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Louisville & Nashville Railroad v. Mottley

United States Supreme Court
211 U.S. 149 (1908)


 

Facts

In 1871, the Mottleys (plaintiffs) were injured in a railway accident. The railroad, Louisville & Nashville Railroad (defendant), settled the Mottleys’ claims with a lifetime pass for free transportation on its line. In 1906, Congress passed an act forbidding passes granting free transportation. In 1907, the railroad refused to renew the Mottleys' passes. The Mottleys brought suit in federal district court, seeking specific performance of their settlement agreement with the railroad. The Mottleys alleged that the act did not apply to their free pass and that, if the law is construed as prohibiting such passes, it deprives them of their property in violation of the Fifth Amendment. The railroad demurred to the Mottley’s complaint. The trial court overruled the demurrer and entered judgment in favor of the Mottleys. The railroad appealed to the United States Supreme Court.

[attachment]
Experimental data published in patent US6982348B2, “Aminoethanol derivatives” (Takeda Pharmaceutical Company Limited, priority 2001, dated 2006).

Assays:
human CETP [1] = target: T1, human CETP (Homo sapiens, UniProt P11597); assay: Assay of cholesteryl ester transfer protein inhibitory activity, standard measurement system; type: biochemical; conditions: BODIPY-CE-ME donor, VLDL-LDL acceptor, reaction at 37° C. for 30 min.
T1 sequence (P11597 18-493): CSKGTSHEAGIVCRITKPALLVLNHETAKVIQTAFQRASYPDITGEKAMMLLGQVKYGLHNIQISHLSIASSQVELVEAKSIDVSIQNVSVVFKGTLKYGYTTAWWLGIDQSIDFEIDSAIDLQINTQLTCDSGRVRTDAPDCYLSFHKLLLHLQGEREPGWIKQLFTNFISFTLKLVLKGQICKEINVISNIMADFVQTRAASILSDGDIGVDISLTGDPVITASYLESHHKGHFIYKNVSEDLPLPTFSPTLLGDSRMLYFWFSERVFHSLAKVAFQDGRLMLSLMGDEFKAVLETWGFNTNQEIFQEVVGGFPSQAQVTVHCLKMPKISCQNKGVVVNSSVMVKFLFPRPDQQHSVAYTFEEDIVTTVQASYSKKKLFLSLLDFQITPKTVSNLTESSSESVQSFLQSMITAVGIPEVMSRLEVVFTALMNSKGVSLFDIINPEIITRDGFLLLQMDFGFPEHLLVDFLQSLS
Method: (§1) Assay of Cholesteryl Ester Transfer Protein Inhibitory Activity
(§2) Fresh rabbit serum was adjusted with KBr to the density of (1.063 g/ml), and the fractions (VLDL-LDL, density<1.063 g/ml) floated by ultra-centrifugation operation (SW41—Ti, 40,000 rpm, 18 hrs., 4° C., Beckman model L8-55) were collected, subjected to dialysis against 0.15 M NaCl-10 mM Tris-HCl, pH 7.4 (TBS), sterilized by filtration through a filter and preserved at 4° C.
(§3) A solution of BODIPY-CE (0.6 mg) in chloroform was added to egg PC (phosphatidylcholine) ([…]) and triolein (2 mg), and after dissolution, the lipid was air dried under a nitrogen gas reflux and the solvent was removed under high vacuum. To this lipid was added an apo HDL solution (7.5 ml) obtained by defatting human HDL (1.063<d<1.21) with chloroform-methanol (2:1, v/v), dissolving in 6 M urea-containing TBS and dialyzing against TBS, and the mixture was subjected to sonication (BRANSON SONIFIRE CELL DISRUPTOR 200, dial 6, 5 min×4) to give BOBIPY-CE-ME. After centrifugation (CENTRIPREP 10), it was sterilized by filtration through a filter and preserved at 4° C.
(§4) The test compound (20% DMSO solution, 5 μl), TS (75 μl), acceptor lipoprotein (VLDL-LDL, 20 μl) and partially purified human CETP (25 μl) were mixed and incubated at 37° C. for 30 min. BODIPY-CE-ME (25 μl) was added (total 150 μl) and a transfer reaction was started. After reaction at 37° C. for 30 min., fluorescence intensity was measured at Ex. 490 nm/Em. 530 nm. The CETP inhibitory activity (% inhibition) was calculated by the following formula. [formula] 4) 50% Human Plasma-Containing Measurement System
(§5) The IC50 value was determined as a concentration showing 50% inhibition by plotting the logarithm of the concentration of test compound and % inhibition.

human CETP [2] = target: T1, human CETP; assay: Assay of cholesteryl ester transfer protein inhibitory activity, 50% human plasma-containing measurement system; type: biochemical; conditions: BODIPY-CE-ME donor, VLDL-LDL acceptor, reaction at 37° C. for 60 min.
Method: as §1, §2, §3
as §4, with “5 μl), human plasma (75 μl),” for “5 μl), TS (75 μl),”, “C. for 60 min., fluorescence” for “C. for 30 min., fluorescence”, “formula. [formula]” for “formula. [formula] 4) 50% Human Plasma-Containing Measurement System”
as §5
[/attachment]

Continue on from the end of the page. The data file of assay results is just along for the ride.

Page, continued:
Rule of Law

Issue

Holding and Reasoning (Moody, J.)

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Questions & Answers


How is the "arising under" interpretation in Section 1331 different from "arising under" in Article III of the Constitution?

As I was reading the "Notes and Problems" section in my book following the court's opinion, the authors said that the phrase "arising under" means different things in the Constitution and in the statute. In particular, they said the Supreme Court has found the phrase in the Constitution to be broader than in the statute and that it was under this broader interpretation that the Court had jurisdiction to hear and decide Mottley the second time around after they re-filed their case in state court even though the district court did not have jurisdiction under the narrower statutory definition the first time.

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